European ocean energy to make targets despite setbacks

Policy and Operations Director of Ocean Energy Europe Remi Gruet believes that despite recent setbacks to the industry, wave and tidal energy will still make its 100 GW target for Europe by 2050.

The trade association chief told Power Engineering International that there is always difficulty associated with a relatively new technology but if the upfront capital investment is made, the technology is more than capable of delivering a significant contribution to the EU power mix.

“It’s an early stage sector, not like the wind or solar sectors. Every single new energy on the market needs support to move away from the prototype and early demonstration stage to a full and commercial demonstration stage. That can’t happen solely based on private finance. There is a need for public support and that has been partly realized and partly not and partly the amount was enough but the design of the support wasn’t good enough.”
Remi Gruet EOEA
It’s been a difficult time for ocean energy, with Siemens pulling out of the sector and also the end of Pelamis Wave Power, at least under that name.

Pelamis called in administrators after failing to secure development funding last month, and this week administrators at KPMG said they had been encouraged by the amount of initial interest shown in the Edinburgh-based company.

Additional Support From French Government

Gruet says funding and design has to work in tandem if the industry is to flourish and while the UK and Ireland have put in a lot of revenue support, France has realized it must go further.

“France has recognized it might not be enough so they have added what they call repayable grants, which is what is being negotiated there at the moment. There are a number of projects being tendered and the tender does not just include access to a Feed-In-Tariff but also to a loan which will provide capital expenditure support and that’s really important in a sector where technology risk is still quiet present.”

Siemens also departed the sector in November and its compatriot E.ON pulled out of the ill-fated Pelamis project last year, but despite what seem grievous blows, Gruet says Siemens are pulling the plug on the market as they hadn’t been able to integrate quickly enough; its not about a lack of belief in the technology, he says.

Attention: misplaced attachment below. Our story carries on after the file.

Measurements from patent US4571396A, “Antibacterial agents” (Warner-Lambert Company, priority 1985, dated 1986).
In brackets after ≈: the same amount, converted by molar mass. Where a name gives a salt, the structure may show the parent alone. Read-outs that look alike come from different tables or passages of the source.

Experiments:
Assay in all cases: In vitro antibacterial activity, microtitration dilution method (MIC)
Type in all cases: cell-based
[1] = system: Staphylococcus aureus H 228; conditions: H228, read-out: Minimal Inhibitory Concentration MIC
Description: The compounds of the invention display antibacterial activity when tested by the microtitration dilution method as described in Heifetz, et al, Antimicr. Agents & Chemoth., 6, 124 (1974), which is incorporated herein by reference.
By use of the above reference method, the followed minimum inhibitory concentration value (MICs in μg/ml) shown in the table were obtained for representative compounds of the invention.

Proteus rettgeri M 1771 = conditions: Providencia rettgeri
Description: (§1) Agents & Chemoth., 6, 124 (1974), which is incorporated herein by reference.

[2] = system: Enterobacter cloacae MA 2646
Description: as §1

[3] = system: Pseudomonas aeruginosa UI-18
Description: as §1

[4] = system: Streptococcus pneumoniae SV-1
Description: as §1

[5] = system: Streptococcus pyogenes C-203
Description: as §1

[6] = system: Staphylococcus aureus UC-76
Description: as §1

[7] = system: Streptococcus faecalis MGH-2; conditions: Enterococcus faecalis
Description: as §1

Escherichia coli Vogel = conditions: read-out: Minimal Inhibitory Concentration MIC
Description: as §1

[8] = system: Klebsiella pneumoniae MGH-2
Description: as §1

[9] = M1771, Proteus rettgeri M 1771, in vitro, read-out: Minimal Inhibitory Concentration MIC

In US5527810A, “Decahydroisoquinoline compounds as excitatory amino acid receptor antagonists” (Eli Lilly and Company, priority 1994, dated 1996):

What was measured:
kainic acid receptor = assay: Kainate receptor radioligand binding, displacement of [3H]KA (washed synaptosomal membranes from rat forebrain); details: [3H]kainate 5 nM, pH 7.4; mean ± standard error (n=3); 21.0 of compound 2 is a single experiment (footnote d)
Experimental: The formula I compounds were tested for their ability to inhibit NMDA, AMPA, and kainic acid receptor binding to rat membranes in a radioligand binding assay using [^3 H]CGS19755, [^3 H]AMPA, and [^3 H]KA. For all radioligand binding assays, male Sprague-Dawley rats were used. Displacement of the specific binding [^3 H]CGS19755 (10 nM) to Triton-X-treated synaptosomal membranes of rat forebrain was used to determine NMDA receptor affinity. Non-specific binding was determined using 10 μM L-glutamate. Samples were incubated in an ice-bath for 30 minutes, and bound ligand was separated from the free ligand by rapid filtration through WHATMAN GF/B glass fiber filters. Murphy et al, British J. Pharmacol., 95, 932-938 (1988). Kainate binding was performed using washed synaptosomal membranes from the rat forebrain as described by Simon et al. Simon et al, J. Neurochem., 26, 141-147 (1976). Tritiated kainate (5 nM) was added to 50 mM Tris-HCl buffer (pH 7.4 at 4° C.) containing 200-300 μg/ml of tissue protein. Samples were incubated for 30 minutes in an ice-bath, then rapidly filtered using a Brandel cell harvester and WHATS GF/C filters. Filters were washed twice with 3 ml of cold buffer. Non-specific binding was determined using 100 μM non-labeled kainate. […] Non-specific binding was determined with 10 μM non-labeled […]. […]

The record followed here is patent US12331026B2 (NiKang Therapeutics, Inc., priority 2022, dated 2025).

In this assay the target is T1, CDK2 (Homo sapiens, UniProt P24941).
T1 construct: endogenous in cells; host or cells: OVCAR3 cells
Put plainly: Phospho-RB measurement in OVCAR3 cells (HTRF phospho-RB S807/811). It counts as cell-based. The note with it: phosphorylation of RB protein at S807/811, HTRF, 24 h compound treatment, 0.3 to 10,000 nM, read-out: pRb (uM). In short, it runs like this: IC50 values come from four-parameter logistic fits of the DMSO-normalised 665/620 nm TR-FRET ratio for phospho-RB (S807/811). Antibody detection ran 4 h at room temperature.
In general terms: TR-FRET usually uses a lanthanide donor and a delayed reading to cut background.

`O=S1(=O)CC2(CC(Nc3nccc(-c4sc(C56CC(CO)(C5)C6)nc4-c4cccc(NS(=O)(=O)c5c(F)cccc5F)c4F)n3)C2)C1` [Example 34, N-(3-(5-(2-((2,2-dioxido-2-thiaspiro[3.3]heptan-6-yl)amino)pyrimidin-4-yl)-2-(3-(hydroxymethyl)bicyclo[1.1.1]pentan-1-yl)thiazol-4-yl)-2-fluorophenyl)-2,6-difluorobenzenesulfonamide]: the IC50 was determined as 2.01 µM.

“From our perspective it’s a related to the state of the market and the market support because they had counted on grants for some of the projects they were looking at and those grants were removed.

It’s a strategy decisions by Siemens (NYSE:à‚ SI) based on the market they had invested in, it’s sad to see a big player like that leave but it’s not a signal for the sector as a whole.”

So what’s holding up investment despite the fact that it’s a new technology? Like all renewable technologies it’s a combination of technical reliability, efficiency and cost. Machines must demonstrate they can survive in challenging conditions presented by the ocean, that they can perform consistently and efficiently and after that the tuning needed to reduce costs can take place.

“With ocean energies there is wave and tidal and you have technologies that are at different stages of development. When you look at the tidal machines for example, a number of them have been demonstrated to prototype stage and it’s pretty clear they can take it and survive. Now the stage we need to go past is the demonstration phase where you put a number of machines in the water and you have a look at how efficient they are in generating electricity and what modifications you can make etc. and start your cost reduction.”

“We are at an absolutely early stage- there are a number of machines that are ready to be put in the water in numbers but there is still a technological challenge. Because not many projects have been built yet the risk is perceived by investors as still very high. If you invest in a wind farm which you see across Europe, if you’re a banker you know that technical risk is very low ” in our industry the risks are still there. We’re moving to having a number of ocean array farms out there by 2020.”

While wind is the safe bet for investment in Europe at the moment, arguably tidal power is more predictable. It’s something the industry promotes as its major positive.

Predictability of Marine Energy Technologies

“The tides are governed by the moon. They’re not governed by climate changes, wind or anything else ” the moon as far as I can tell keeps turning in the same way so you have absolute 100 per cent predictability for these technologies. With waves ” they are a by-product of the wind “but there is a time gap between the wind and its effect on the waves so it’s also very predictable. That’s an advantage compared to other, variable renewables. As for reliability, it’s just a matter of development. Once we have produced as many machines as the wind energy sector has produced I am confident that we would have a similar stage of reliability. That’s not under question.”